By Turkey Bridge (1979), Quiogue on Aug 11, 13 5:12 PM
Wow, Turkey Bridge, your post would seem to say a lot more about you than the Reverend and his assistant . . .

If it doesn't get deleted, it would be interesting to see what you think in the morning, after a good night's sleep IMO.
By PBR (4956), Southampton on Aug 11, 13 6:33 PM
PS the Press had an excellent editorial last week about the First Amendment issues raised by the actions of the Board of Elections.
By PBR (4956), Southampton on Aug 11, 13 6:35 PM
Getting scary George, big brother gonna decide who has access to public information and who doesn't.

I am reminded of an old quote. I would guess you might remember it also

First they came for the Socialists, and I did not speak out--
Because I was not a Socialist.
Then they came for the Trade Unionists, and I did not speak out--
Because I was not a Trade Unionist.
Then they came for the Jews, and I did not speak out--
Because I was not a Jew.
Then they ...more
By NTiger (543), Southampton on Aug 11, 13 9:09 PM
1 member liked this comment
Good morning, PBR, I stand by every word. You and NTIger seem unable to read English. You both suggest that I would limit some people's right to access public information, but I said nothing about that, and I wouldn't advocate that.

I merely exercised my own right to free speech by stating my impression of certain photos, and by extension, my opinion of the activities of the individuals in those photos. No one deleted my post, because 27east believes in free speech, as you two apparently ...more
By Turkey Bridge (1979), Quiogue on Aug 12, 13 9:56 AM
Here are your words:

" . . . this man looks more like a predator temporarily deprived of his prey . . . "

"What are these two trying to ferret out of the voter records?"

" . . . a political movement with overtones of the Inquisition."

Are you free to say this? Of course.

Does it read as a democratic opinion? [lower case "d" -- "Favoring or characterized by social equality; egalitarian"]

You tell us, please.

PS -- If your words are coming ...more
By PBR (4956), Southampton on Aug 12, 13 11:51 AM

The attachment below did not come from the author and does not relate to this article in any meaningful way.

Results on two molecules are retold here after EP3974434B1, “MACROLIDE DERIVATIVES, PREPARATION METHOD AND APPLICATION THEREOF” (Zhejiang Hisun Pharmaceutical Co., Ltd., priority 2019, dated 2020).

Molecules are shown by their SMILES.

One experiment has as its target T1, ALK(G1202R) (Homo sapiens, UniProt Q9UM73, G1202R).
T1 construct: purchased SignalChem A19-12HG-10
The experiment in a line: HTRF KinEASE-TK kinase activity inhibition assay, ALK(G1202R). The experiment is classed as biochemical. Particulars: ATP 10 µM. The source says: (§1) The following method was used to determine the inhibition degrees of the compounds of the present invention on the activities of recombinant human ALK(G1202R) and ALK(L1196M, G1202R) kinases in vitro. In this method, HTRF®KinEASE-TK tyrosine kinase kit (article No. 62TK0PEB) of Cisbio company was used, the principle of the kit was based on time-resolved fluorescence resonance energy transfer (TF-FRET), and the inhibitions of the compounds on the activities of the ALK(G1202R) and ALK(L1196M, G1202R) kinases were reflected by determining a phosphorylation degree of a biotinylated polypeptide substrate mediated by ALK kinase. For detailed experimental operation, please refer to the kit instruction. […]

Well let us simplify matters George.

Let us assume the person requesting the FOIA information from the Board of Elections was from Jack Armstrong an all american individual with no personal baggage or religious overtones.

The question rightfully addressed in the article is whether the BOE properly responds to FOIA requests for public information or not?

No church, no pictures, just a simple, but important public policy question.

Were the actions, or inactions, ...more
By NTiger (543), Southampton on Aug 12, 13 11:31 AM
OK, you're both fighting a rearguard action because you know I trumped you with my last post, and that's alright, but there are differences in your respective approaches, to wit:

PBR, I always speak for myself alone when I post here, and not for any organization or person with whom I'm associated. That said, I truly don't understand your question of whether mine is a "democratic opinion" (lower case). It's my opinion and I've stated it, as is my right. If you disagree, and/or if you ...more
By Turkey Bridge (1979), Quiogue on Aug 12, 13 2:40 PM
"Deplorable"would cover it just fine; thank you for your telling replies. Further, the need to think that anyone is "trumped" goes beyond . . .

One would hope that any democratic organization, with which you may be associated, would cringe in this egalitarian society.

I withdraw from further discussion.
By PBR (4956), Southampton on Aug 12, 13 4:09 PM